Take control of your priorities: Your to-do list is not a dumping ground

Are you a to-do item hoarder? There's more to managing your to-do list than just working on your top priority items. Today, we're going to discuss how you manage the basement of the list.
Written by David Gewirtz, Senior Contributing Editor

Yesterday, we discussed The Golden Rule for taking control of your out-of-control to-do list. The idea was simple: you must limit your top priority items to things you can get done before you go to sleep. By actively controlling your to-do list and keeping a careful eye on the top priorities, you can own your agenda.

But there's more to managing your to-do list than just working on your top priority items. You also have to to take control of everything else on the list. Today, we're going to discuss how you manage the bottom of the list.

Many folks start their to-do lists with the best of intentions. But as time goes by, more and more items slip down to the bottom of the list. Worse, items with "later" or no due date get added to the list, just so they don't get forgotten. Eventually, most of us wind up with a to-do list filled with hundreds or even thousands of items - most of which will never get any attention.

That behavior stops now.

In order to take control of your to-do list's basement storehouse, you need to have two things: a plan of action, and a place to put all your stuff. You also need to clarify your thinking about the purpose of a to-do list. Let's tackle that first.

Your to-do list is a very specific tool with a very specific purpose: to help you make sure you get your most important work done on time. That's it. Your to-do list is not a storehouse. It's not a database. It's not a dumping ground.

It's the air traffic controller for your workload. It's job is to guide your projects and tasks in for a safe, on-time, turbulence-free landing.

That then, becomes our starting point. Since most of us have long thought of our to-do list as a dumping ground, we need to move all the junk we've dumped out of the to-do list.

Let's next tackle the "so where do I put it all?" question. It's a fair question, because many of the items in your to-do list are things you don't want to lose track of.

To some extent, the answer of where you put it all depends on what you do and what it all is. For example, if you're a programmer and your to-do list is filled with loads of bug fix reports, you'll want to transfer those to a bug tracking database. That's what those tools are used for. As I discussed yesterday, if you're a sales person and your to-do list is filled with leads, you'll want to transfer those to a CRM system (by the way, I have a big contacts management series coming up that will help with that process).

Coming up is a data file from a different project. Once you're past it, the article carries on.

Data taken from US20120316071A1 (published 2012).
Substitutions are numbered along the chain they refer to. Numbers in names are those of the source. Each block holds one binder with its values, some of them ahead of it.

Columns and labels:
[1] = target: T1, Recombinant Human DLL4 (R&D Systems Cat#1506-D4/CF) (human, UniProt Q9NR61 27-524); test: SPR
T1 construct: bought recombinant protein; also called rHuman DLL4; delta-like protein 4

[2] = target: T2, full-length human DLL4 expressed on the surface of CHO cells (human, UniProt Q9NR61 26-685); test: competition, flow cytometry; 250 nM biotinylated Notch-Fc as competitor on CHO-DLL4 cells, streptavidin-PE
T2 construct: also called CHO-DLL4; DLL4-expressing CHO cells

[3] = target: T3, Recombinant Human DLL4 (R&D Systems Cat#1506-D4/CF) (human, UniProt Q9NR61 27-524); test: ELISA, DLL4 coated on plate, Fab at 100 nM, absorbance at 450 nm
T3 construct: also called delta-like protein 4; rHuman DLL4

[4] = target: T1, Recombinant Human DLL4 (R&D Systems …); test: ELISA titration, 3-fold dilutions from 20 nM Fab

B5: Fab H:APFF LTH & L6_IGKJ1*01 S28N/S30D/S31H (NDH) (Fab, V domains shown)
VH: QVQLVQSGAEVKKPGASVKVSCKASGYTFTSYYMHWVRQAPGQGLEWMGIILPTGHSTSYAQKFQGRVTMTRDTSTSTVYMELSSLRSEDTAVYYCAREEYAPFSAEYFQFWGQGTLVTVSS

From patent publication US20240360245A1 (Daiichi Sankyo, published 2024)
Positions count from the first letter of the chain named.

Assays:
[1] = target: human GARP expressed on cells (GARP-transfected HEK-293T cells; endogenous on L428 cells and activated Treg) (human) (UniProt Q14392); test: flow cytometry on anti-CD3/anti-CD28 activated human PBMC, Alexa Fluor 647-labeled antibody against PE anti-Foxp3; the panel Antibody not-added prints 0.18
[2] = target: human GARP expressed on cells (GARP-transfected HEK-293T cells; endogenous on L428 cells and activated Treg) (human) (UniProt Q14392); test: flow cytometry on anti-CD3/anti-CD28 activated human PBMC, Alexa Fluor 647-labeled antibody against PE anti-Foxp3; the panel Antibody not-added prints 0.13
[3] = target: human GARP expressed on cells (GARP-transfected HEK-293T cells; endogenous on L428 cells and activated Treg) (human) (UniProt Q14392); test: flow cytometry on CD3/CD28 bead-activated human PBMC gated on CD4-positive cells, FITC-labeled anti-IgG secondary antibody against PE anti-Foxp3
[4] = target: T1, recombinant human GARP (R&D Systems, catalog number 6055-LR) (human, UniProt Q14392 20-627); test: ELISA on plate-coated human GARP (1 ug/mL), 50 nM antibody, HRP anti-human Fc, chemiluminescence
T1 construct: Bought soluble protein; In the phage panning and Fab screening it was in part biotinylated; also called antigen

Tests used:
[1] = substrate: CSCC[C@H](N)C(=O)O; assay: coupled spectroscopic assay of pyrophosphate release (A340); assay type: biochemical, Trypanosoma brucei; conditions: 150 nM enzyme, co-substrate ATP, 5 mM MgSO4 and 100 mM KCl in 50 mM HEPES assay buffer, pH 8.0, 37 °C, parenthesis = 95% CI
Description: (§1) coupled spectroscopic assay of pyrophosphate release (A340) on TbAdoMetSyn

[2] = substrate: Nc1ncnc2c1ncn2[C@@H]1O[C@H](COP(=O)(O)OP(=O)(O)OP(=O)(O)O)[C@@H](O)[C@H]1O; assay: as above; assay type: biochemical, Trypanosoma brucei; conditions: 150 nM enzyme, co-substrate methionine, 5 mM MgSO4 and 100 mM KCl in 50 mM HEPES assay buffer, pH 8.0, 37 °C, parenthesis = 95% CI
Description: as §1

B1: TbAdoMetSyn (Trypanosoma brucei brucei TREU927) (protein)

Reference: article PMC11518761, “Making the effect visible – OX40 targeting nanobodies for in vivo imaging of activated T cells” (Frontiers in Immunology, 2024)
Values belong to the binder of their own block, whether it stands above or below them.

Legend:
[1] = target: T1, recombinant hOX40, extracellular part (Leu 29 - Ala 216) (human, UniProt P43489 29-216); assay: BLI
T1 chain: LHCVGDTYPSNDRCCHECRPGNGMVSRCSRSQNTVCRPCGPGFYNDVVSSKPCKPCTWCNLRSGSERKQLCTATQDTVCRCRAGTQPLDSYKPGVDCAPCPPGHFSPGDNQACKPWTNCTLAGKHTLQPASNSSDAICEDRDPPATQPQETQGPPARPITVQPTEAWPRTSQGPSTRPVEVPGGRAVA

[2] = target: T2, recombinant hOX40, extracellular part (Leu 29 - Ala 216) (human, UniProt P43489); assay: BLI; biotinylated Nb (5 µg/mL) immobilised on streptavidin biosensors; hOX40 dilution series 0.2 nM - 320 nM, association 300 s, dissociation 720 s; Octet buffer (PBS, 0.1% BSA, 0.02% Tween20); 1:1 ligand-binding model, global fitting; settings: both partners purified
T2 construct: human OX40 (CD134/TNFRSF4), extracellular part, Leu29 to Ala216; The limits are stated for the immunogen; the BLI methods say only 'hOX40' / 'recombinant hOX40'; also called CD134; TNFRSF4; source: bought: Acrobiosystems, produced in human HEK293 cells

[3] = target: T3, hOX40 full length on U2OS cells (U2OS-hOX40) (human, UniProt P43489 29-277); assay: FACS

The point is, you want to get your non-actionable items off your list. For me, it's all the project items that used to fill up my list, along with various contacts and leads for stories or review items, outlines for classes, and back in the day, products and big deal leads.

As I said, a programmer might use a bug tracking tool, a sales person might use a CRM system. My tool of choice is Trello, which is sort of like an interactive index card box. I move all my project-related items to Trello, and each project has its own Trello board.

The idea here that since your to-do list is not a database, you need to find a data storage place for all the database-like items.

Of course, the next part of the puzzle is what stays on the to-do list and what goes into cold storage? For me, the threshold is whether I reasonably, sanely expect to take action on the item in the next 30 days. If it's not something I expect to actually work on in the next month, it doesn't belong on my to-do list. It belongs in long term storage.

You understand tiered storage for computers, right?

Look at it this way. You know that in-memory storage is way fast, but memory is expensive, so you only want the most important data to live in-memory. The next tier is flash or SSD. That's data you expect to access a lot, like an article on a Web server that was just linked to by a high-traffic site. After that, you have hard disk storage. Plentiful and cheap. And finally, there's long term storage like tape or Amazon's Glacier. Cheap, but slower to get at.

Assigning data to one or the other of those tiers is about how you're going to use the data and the time-value of the data. You're not judging any of the data as better or worse, just more active or less active.

The same tiering process applies to your to-do list. Think of your to-do list as in-memory storage and flash. It's active. Everything that's on it should be things you expect to complete, and complete reasonably soon.

If an item is a once-in-a-while or an aspirational to-do item, or something you'll get to someday, move it off your to-do list to slower, cheaper storage.

Now, I do have to tell you that this trimming/pruning process is tedious and time-consuming. That's why you want to do it once, and then keep it current. I find that - in practice - I wind up doing a full spring cleaning on my to-do list (and the associated long-term project storage lists) about once a year. I take a weekend or a slow week and just pound through it.

But it's worth it.

Once you have the bottom-end of your to-do list under control, and you can look at the next 30 days and really see what you've got coming up, and be able to to take control of your priorities, actually know what you're expecting yourself to do, and then be able to ruthlessly prioritize, you'll get more done, be more credible when you make delivery promises, and feel a powerful sense of control over your destiny.

By the way, I'm doing more updates on Twitter and Facebook than ever before. Be sure to follow me on Twitter at @DavidGewirtz and on Facebook at Facebook.com/DavidGewirtz.

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